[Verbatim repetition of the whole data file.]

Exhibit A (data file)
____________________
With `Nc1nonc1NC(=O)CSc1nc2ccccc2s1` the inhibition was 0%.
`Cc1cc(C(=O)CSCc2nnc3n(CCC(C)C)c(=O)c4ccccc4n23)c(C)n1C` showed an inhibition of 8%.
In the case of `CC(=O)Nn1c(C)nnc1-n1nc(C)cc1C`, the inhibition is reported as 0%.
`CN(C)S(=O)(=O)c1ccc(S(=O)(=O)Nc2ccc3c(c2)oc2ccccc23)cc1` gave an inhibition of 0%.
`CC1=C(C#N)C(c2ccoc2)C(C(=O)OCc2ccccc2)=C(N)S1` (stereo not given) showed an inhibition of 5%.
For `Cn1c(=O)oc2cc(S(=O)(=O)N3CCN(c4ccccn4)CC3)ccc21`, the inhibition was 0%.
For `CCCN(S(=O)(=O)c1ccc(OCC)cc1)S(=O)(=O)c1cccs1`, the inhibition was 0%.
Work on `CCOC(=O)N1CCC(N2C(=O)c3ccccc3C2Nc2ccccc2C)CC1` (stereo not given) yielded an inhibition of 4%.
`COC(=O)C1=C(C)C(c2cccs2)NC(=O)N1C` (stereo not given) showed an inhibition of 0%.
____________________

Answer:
With `Nc1nonc1NC(=O)CSc1nc2ccccc2s1` the inhibition was 0%.
`Cc1cc(C(=O)CSCc2nnc3n(CCC(C)C)c(=O)c4ccccc4n23)c(C)n1C` showed an inhibition of 8%.
In the case of `CC(=O)Nn1c(C)nnc1-n1nc(C)cc1C`, the inhibition is reported as 0%.
`CN(C)S(=O)(=O)c1ccc(S(=O)(=O)Nc2ccc3c(c2)oc2ccccc23)cc1` gave an inhibition of 0%.
`CC1=C(C#N)C(c2ccoc2)C(C(=O)OCc2ccccc2)=C(N)S1` (stereo not given) showed an inhibition of 5%.
For `Cn1c(=O)oc2cc(S(=O)(=O)N3CCN(c4ccccn4)CC3)ccc21`, the inhibition was 0%.
For `CCCN(S(=O)(=O)c1ccc(OCC)cc1)S(=O)(=O)c1cccs1`, the inhibition was 0%.
Work on `CCOC(=O)N1CCC(N2C(=O)c3ccccc3C2Nc2ccccc2C)CC1` (stereo not given) yielded an inhibition of 4%.
`COC(=O)C1=C(C)C(c2cccs2)NC(=O)N1C` (stereo not given) showed an inhibition of 0%.